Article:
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Books > Language and Literature > Sanskrit > Speak Sanskrit As You Learn With Translitration
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Speak Sanskrit As You Learn With Translitration
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Speak Sanskrit As You Learn With Translitration
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About the Book
It is a modest attempt for the beginners of Sanskrit language who may be interested in speaking Sanskrit as well. A Romanised version of the entire Sanskrit text side by side has been added much to the benefit of the foreigners who may not feel free with Nagri script. In several chapters’ basics of Sanskrit grammar relating to use of pronouns, nouns, genders, adjective, case-endings, numerals, prefixes, verbs and others have been explained with hundreds of examples, sometimes in verse form. Care has been taken to see that learners find all possible uses relating to a particular topic along with almost an exhaustive vocabulary of all necessary use like food, relation, animal, place, time, action etc. Notes on Sanskrit jp metres, authors and works of classical Sanskrit literature got the index of words would be of help for the students.

Introduction
‘Speak Sanskrit as You Learn' is a modest attempt for the beginners of Sanskrit language. It is in fact made in the method I used to follow while giving 'Lessons' for the students of 'Beginner's level' at the Sorbonne Nouvelle University, Paris. In the background of my experience I have added Romanised version of the entire Sanskrit text side by side for the benefit of the foreigners who may not feel free with Negara script.

There have been actually many attempts by earlier writers on this subject, I mean, 'Sanskrit as a Spoken Language', keeping in view that Sanskrit may be used for day-to-day life. To be very honest, I do not think that Sanskrit would once again come back in its past glory fully and there is hardly any possibility that it may be considered as the national language of India dismantling the position of Hindi and English, as some may dream of. Sanskrit is very much living in all its aspects, no doubt about it. In religious rituals right from birth to death, which actually are inseparable parts of Indian culture and life, Sanskrit is the only medium. It is living in almost all the Indian languages, in which the largest amount of vocabulary is Sanskrit itself. In secondary schools regular courses are given. (However, in most cases it is for a short period and that too, in many a case, as an optional subject). Good number of students is taking courses of Sanskrit at college and university levels. Books and journals in Sanskrit are regularly published; `Sanskrit News' is broadcast and telecast everyday (the number of audience may not be high as one may expect). Anyway it needs no elaboration to establish importance of this language in Indian perspective and there is no difference of opinion in the matter that Sanskrit has to be given a proper place, it deserves, and that more steps are needed to improve the present status of this language in Indian education system. Now-a-days there are several Sanskrit universities which offers courses in Sanskrit medium. In consideration of all these aspects 'Speaking in Sanskrit' should be accepted as something that helps the students to know Sanskrit in a better way and grow up confidence in the fact that it has the potentiality of being a spoken language as other vernaculars. In assemblies of Sanskrit knowing people however, this can be used as the medium without a hesitation.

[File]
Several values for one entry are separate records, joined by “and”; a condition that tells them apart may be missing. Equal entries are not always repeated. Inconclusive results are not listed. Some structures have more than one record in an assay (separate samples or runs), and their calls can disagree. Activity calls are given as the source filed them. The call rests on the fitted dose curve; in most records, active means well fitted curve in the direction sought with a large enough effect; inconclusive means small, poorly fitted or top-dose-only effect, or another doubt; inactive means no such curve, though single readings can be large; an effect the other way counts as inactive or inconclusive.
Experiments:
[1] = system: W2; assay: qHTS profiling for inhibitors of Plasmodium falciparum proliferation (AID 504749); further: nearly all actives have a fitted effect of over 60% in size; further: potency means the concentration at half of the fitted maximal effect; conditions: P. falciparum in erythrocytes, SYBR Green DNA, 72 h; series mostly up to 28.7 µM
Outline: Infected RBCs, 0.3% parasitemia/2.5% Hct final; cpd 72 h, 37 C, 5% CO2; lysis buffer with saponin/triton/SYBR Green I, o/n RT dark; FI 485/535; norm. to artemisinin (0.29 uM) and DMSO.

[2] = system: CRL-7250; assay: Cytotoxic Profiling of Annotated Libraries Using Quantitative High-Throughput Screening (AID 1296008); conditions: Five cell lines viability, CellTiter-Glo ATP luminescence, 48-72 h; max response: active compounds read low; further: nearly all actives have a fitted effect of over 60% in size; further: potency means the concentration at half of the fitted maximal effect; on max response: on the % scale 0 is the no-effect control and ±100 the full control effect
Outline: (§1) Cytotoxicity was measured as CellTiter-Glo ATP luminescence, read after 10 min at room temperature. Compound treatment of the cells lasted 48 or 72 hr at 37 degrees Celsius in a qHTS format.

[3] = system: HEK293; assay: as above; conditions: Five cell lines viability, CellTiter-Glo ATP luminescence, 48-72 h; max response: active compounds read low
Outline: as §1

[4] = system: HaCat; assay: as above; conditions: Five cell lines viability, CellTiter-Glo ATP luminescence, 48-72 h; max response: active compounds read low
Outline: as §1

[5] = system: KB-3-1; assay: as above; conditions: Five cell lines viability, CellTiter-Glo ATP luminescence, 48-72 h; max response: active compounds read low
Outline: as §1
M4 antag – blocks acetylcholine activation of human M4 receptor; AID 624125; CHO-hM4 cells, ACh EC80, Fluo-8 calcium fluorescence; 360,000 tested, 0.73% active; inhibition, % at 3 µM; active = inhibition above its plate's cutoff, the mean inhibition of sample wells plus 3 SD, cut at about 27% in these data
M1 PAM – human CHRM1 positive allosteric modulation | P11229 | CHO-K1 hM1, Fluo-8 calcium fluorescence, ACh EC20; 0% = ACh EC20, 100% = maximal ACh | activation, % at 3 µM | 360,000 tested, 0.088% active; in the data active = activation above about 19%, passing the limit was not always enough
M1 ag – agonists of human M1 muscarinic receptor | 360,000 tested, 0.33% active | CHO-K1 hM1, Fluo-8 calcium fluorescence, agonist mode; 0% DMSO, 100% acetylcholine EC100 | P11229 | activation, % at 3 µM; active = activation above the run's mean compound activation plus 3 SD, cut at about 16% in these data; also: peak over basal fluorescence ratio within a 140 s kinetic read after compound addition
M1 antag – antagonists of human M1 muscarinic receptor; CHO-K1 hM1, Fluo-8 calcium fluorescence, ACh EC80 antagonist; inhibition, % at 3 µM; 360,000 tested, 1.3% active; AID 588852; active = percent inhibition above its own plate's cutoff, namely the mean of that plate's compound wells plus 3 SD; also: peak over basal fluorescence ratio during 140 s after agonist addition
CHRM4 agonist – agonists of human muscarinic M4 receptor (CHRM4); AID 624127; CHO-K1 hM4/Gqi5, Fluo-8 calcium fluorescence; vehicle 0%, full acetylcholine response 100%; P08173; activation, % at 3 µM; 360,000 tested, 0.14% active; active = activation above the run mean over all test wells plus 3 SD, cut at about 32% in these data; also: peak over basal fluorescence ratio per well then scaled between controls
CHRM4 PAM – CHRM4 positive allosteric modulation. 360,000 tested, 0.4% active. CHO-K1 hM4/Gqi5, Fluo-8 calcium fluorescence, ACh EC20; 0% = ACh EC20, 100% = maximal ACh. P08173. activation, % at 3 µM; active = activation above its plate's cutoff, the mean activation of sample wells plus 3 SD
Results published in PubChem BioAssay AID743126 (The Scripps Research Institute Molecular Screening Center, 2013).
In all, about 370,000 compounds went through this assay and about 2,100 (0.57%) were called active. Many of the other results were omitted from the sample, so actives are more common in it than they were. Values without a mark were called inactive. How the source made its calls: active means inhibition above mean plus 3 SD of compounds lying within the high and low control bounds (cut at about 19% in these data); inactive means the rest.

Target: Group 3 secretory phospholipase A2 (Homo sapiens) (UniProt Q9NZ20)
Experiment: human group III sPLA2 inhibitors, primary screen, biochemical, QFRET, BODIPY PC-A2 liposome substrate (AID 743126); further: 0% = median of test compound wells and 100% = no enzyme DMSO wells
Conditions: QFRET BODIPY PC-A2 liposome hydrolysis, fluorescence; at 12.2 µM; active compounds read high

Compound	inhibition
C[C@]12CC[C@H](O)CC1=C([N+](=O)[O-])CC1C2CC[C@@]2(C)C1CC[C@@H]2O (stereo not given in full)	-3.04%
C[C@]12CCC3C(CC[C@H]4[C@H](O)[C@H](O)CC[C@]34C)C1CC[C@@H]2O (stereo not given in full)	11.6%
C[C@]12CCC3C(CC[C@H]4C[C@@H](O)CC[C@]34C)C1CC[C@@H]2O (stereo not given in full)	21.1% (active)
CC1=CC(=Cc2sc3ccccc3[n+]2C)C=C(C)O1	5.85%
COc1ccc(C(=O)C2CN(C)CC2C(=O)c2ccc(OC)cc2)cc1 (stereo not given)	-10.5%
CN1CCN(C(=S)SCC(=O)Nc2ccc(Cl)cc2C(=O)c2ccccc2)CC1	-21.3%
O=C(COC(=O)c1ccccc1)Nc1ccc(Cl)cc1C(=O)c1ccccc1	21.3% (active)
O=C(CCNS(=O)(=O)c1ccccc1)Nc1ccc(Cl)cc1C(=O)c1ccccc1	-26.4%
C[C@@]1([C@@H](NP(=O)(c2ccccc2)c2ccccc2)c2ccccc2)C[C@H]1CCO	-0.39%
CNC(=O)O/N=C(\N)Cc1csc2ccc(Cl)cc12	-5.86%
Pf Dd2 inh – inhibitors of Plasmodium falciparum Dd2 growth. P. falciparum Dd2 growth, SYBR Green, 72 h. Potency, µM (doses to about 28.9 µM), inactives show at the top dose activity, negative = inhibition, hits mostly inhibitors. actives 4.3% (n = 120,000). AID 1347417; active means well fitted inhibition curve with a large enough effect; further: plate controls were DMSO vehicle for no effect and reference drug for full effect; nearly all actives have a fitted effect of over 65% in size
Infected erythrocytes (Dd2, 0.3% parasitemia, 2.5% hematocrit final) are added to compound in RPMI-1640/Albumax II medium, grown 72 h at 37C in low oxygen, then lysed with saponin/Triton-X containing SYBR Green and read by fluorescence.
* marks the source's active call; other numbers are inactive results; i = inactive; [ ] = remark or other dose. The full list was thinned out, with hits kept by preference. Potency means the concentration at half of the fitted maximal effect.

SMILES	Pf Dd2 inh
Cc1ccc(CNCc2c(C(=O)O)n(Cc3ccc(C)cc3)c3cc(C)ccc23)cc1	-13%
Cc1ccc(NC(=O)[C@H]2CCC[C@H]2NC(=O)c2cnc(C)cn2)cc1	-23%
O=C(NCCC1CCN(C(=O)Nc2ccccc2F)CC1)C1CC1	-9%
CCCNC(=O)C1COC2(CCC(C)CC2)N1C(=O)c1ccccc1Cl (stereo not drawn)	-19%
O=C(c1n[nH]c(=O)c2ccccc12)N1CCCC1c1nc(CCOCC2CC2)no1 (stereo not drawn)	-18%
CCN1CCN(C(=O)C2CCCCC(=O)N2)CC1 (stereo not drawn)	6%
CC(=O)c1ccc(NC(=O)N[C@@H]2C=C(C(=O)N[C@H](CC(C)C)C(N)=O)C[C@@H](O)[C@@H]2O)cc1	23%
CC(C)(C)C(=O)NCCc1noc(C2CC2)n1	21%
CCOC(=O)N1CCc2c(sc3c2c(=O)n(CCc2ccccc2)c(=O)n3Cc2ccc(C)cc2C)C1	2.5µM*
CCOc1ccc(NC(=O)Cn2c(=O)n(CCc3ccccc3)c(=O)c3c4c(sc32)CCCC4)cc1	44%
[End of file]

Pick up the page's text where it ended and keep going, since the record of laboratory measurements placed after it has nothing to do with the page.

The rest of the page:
It needs no mention, the title of this book being self-explicit; the emphasis is given to how the students can speak in Sanskrit. Much care has been taken to see that students can find out all possible uses relating to the particular topics in particular Lessons. Possible readers of this book are not small children of primary school level. With some amount of maturity they would be in a position to comprehend construction of Sanskrit sentences through uses, given profusely in the text. New methods and techniques for making Sanskrit popular are coming up every now and then. These attempts, of course, are laudable. The way we, the Indians, started learning English, was to be acquainted with the stock of words (we knew such works as 'Word Book') at first and, then gradually construct short simple sentences utilizing the preliminary knowledge of the use of verbs. That method, we think, has not lost its credibility, particularly with regards to Sanskrit in its present position, which is not used for day-to-day life. In this book we have followed to some extent that old method. Lessons start with a list of small vocabulary of a particular field and then follow use of those words, sometimes presented in verse form, composed by the present author himself, with simple metres like Aniston, Update, Totaka and the like with less numbers of letters in each foot. Students will discover with much interest that composing Sanskrit verse (`s local') is not at all a difficult task. There are some verses with words from the vocabulary in their original faun itself, the trick behind composition of a local being placing them in proper order in accordance with the rules of metres. We have given some well-known and popular verses, of course dealing with the subject of that particular Lesson. In some cases we have given some examples in conversational form or question-answer form as well. Content of some verses or passages will help bringing a lighter atmosphere in the class-room and thus get rid of a possible feeling of being bored at times.

The book starts with Nagari (also called 'Devanagari') alphabets and a very short mention of their pronunciation and place of articulation.

Book's Contents and Sample Pages